For my second attempt, the planned Angono all-nighter, I arrived after 4 pm and climbed the stairs up to the top of the cliffs and walked around until I found a good vantage point to assess the available habitat. I was very surprised how dry the site was, unlike the moist forest I have experienced in most parts of the Philippines. Drawing on my experience as an owl researcher, I picked out the areas that I thought would be best for a roosting eagle-owl based on microclimate and potential for a good hiding place. The forest was best beneath a steep cliff that arched around from the petroglyph site, with some tiny ravines shaded by larger trees. Since there were no real trails, I had to bushwhack down the steep slope to the areas I had chosen and walk a search grid, taking great care to check the ground for the poisonous snakes. All of that took some time of course but, as luck would have it, I spotted a roosting eagle-owl around 6 pm. I took the best photos I could in the dimming light and stayed motionless waiting for the owl to get active. The owl was obviously well aware of my presence and noticeably nervous even though it did not fly away. Many people believe that an owl that doesn’t fly away is “comfortable” with human onlookers but nothing could be further from the truth. Subtle cues, such as erect rictal bristles and posture are more revealing of the owl’s comfort level. I wondered in fact if the owl’s reluctance to move indicated that there was young nearby.
At dusk, the owl flew from the day roost site to a large open tree and there landed beside a second eagle-owl with a subtly different colouration. As I maneuvered into position for a better view, I determined that the second owl was probably the fledgling, based on the exaggerated head bobbing behavior.
As I watched them, a Luzon Lowland Scops-Owl began calling. I was torn because I also wanted to photograph the scops-owl but I decided to sit still and watch the eagle-owls for as long as I could. By the time the eagle-owls had disappeared into the night, the scops-owl was silent. I continued owling and found a Philippine Frogmouth on a low perch, brief looks at a hawk owl, an Asian Palm Civet, and I even flushed a tiny crake from the wet grass near the edge of the golf course (brief and tantalising views suggested Ballion’s but I was unable to get photos).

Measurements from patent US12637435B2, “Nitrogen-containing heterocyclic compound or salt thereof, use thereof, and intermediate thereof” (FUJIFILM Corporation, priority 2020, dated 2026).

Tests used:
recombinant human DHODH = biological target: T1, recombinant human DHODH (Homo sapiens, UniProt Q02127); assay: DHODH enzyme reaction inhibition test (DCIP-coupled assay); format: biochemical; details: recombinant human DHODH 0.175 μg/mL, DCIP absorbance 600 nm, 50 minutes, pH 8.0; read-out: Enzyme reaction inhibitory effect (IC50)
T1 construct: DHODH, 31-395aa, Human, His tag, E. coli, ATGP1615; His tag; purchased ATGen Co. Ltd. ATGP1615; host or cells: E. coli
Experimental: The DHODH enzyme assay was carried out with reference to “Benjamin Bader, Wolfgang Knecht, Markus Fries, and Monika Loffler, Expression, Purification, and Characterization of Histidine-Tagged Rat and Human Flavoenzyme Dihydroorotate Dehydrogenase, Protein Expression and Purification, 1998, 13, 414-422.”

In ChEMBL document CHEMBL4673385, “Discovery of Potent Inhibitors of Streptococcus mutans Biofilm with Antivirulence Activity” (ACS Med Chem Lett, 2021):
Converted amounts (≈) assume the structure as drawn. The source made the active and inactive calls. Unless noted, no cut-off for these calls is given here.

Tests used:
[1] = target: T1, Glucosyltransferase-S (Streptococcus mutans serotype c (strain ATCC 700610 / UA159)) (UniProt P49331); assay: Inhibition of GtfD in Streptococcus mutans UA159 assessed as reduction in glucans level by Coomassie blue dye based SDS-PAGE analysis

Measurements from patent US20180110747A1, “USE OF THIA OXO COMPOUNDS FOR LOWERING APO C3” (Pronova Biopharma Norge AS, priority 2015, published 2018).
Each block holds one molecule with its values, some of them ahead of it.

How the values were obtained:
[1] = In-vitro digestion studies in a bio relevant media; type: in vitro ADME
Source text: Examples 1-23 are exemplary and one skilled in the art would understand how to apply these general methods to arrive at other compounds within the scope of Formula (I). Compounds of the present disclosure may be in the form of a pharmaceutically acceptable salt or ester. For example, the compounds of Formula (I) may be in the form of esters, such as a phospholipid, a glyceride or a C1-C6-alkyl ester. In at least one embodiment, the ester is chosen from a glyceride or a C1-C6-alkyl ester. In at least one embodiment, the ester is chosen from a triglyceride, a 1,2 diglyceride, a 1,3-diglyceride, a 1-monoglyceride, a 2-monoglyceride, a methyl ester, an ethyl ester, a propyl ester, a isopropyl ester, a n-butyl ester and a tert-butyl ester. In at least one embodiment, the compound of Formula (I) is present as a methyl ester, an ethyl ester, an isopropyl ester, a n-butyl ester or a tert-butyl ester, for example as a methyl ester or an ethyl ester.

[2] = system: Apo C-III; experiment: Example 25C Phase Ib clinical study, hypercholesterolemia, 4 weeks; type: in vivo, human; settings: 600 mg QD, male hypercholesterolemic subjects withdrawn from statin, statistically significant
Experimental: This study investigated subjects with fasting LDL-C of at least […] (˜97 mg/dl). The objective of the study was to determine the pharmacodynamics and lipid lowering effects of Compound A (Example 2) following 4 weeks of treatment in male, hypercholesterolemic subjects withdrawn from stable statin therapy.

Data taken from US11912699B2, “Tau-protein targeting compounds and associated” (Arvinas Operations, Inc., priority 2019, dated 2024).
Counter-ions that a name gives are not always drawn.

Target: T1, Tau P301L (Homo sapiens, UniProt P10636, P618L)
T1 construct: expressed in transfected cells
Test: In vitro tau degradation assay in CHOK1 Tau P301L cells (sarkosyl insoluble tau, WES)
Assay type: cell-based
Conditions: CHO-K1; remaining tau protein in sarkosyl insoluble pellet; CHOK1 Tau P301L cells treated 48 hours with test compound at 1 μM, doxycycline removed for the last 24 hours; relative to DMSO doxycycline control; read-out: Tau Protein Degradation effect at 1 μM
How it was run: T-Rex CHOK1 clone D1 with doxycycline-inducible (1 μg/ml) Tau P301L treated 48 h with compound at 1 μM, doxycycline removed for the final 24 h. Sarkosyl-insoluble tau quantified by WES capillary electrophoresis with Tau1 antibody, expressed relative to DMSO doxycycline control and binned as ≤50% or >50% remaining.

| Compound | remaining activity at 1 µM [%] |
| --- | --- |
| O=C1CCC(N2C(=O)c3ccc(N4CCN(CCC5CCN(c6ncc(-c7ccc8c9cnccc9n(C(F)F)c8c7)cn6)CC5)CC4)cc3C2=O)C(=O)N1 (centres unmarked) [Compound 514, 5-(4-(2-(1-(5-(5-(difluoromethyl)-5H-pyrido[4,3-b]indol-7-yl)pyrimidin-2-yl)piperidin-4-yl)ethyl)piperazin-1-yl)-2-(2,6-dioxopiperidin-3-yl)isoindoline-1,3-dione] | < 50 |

I also saw one of the adult eagle-owls hunting and took a few night time photos. I have a flashlight with a stand that I use for solo owling which enabled me to get some action shots. I can shine the beam on the branch the owl is perched on or bounce it off vegetation (rather than directly on the owl itself) so that I have enough light focus. I also try to bounce the flash whenever possible and underexpose the flash by two thirds or a full stop. I limit the amount of time I shine the beam in the direction of the owl to no more than 2 – 3 minutes as well (as with the frogmouth photo shown here). These measures minimise the risk of disturbing the owl. The available evidence suggests that owl eyes function much like human eyes – the flashlight won’t cause any permanent damage; however, the eye requires time to adjust to changes in light if flashlight use is prolonged, just as human eyes do. Unlike human eyes however, some evidence suggests that in owls the pupil’s response to light are independent in each eye (this also can be seen in one of my frogmouth photos). The constant spotlight beam needs to be even more restricted in use than the camera flash because it can cause “temporary blindness” after usage while the eyes adjust to the darkness again. Photographing owls obviously requires a lot of caution and good judgment and the hardest thing is often turning off the light.
All of this certainly made for an unforgettable evening. I managed to sleep on one of the benches for an hour or so and got up an hour before dawn. I was able to locate the eagle-owls again and followed them to a day roost where I took a few more photos. I was very excited to see this magnificent creature so well, my 126th species of owl seen!